5. Memoir of the late Rev. Peter Roe, A.M., Kilkenny. By REV. SAMUEL MADDEN. Dublin: Curry. 1842.

6. Works of William Jay. Vol. V. Containing the Memoirs of the late Rev. Cornelius Winter. London: Bartlett.


A student's note-book is a strange mixture; a curious repertory of varied, and sometimes incongruous reading; an ill-assorted Mosaic of authorship,-thoughts, hints, images, facts, opinions, all being strung or heaped together in almost no observable order save that of time. In such a case it cannot properly be called a record of his own thoughts, or a history of his own mind, inasmuch as it is not intended to detail, neither does it furnish any direct expression of the condition of his mind, or the development of his ripening powers. Yet in an indirect and reflective form it does afford such information; and from it we may gather not a few illustrations of the bent and progress of a mind which, while storing up merely the thoughts of others, is, at the same time, unconsciously letting us understand its own tastes, and capacities, and aspirations.

Many substances in chemistry are only discoverable by their affinities and repulsions. They do not make known their own nature or presence directly; but are manifested by the presence of other bodies, and the effects which the contact of such produces upon them. So is it in the case of which we have spoken above. The student records the author he is studying,-setting down, with all care, what he deems worth preserving, omitting the rest, and perhaps adding a brief expression of his opinion upon the writer and his work. Here we have an indirect,-hasty perhaps, -but most natural record of mind and feeling; all the more valuable because it is unconscious and unartificial. And just as you

may generally gather a good deal of a person's character from the description he gives of another, so you may obtain not a little insight into a student's mind, from observing what has impressed him in the thoughts or history of others.

We know, that in many cases-to a certain extent, perhaps, in all-such a note-book would present contradictory elements. course of study is not altogether matter of choice or taste; but in a measure induced by circumstances, or profession, or opportunities, or the recommendation of others. But still the record of a student's reading as a whole, will partake of the preponderating element of his character, whether literary, scientific, metaphysical, or religious. A man is known by his books, as well as by his friends, notwithstanding (in both cases) the apparent inconsistencies which circumstances may seem to present.

[ocr errors]

In looking over some of these now lying before us, we recognize in them unequivocally, not merely the nature of the studies engaged in, but the exact transcript of the mind that studied. Each successive volume seems to mark a new stage, a new mental epoch, -a new spiritual movement. In the earlier ones, how exclusively almost the light, the imaginative, the sentimental, the mere literary or historical subjects prevail. It would seem as if the very mention of religion, the very name of Jesus, were things only to be associated with sadness and the tomb. That name of names,-the name sweeter than music,-the name like ointment poured forth,' the name that gladdens heaven, -was a disrelished thing; too sacred to be mingled with the wild merriment of carnal joys, too solemn to be breathed amid the stormy impulses of headlong youth, too gloomy to be allowed to overshadow the bright sunshine of an unbroken prime. How true to the very life does the note-book present the image of a reckless, Christless boyhood and youth. In every page of it you trace (how living and legible!) the dark sharp outline, nay, the minute, though shaded and softened, lineaments of the natural man.'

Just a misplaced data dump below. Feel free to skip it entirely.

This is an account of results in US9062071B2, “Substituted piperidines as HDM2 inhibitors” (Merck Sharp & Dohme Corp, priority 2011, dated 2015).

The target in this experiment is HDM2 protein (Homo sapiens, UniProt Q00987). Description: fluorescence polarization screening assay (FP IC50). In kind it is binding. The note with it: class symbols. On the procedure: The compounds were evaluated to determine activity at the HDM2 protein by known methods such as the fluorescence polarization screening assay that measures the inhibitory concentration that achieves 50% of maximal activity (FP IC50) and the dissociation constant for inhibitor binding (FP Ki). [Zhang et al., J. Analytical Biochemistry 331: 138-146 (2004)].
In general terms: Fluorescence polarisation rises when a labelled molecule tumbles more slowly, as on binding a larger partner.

Let us open another volume. We seem to pass into a more elevated, more healthy region,—an atmosphere which, though still earthly, is less feverish, less enervating. The historical begins to assume a more prominent position; mere sentiment and feeling are subsiding into substantial thought. Stanzas and couplets become rarer and shorter,—rari nantes in gurgite vasto. We begin to get glimpses of Rollin, Hume, Hallam's Middle Ages, Taylor's Elements of Thought, Watts on the Improvement of the Mind, Duncan's Logic, Longinus on the Sublime, (in the original!) Cicero de Natura Deorum, (do.,) Homer, (do.,) Enfield's Philosophy, &c., &c. These certainly indicate a change by no means inconsiderable, a progress of a certain kind,-onward, at least, if not perceptibly upward. But, as Augustine said of Cicero, Nomen

Jesu non erat ibi. The soul was still manifestly cleaving to the dust, feeding upon the world's husks. All that can be said of it at this stage, is just, that it was beginning to think. The rush and whirl of youthful folly were settling down into something like thoughtfulness and sobriety.

We open another volume of these note-books, and with it another fold of being is unrolled before us. Immortality begins to dawn. The words Novum Testamentum, with corresponding references, now strike our eye. Critical hints, queries, emendations, &c. Doddridge's Family Expositor, Robinson's Scripture Characters, snatches of church history, along with Reid's Essays, Brown's Philosophy, and only occasionally a line or two from Wordsworth, Coleridge, or Milton. The soul is evidently beginning to think of raising its wing above the things which perish with the using. It is not yet asking the question in dead earnest, What must I do to be saved?' but it is beginning to see the importance of the question, and the necessity of keeping it in view. It sees now there is something in eternity that must no longer be slighted, -something in the Bible pregnant with a meaning which, as yet, it has not fathomed nor felt,-something in the soul craving after higher, purer, and more glorious things.

The thoughts that travel to eternity
Already had begun their pilgrimage,

Which time, nor change, nor life, nor death, could stop.

We take down another volume,-one whose exterior indicates more frequent use and reference than any of the former. It has been so often handled, that it is almost giving way. We open it, and glance over a few of its pages. Ha! what a change is here! There are still one or two books which indicate, that necessary studies had not been altogether forgotten; but the notices of these are few and brief. Another class of authors has now engrossed the whole man, and absorbed the whole undivided soul. First of all, there is the Word of God itself. It covers the breadth of many a page, and seems to have absorbed the meditations of many a morning, many a midnight hour. Then there is Alleine's Alarm to the Unconverted, Baxter's Call to the Unconverted, Vincent on Conversion, Dickson's Therapeutica Sacra, Halyburton's Life, Smith's Great Assize, Charnock on Regeneration, Shepherd's Sincere Convert, Flavel's Fountain of Life. What could better indicate the nature of the change, or show the mighty, the convulsive struggle of the soul wrestling for admittance into the kingdom. The Saviour, the soul, and eternity, are now all in all in its estimation. Earth has lost its influence and grasp; the world appears now as a hated dreaded enemy; nothing now seems precious or

« AnteriorContinuar »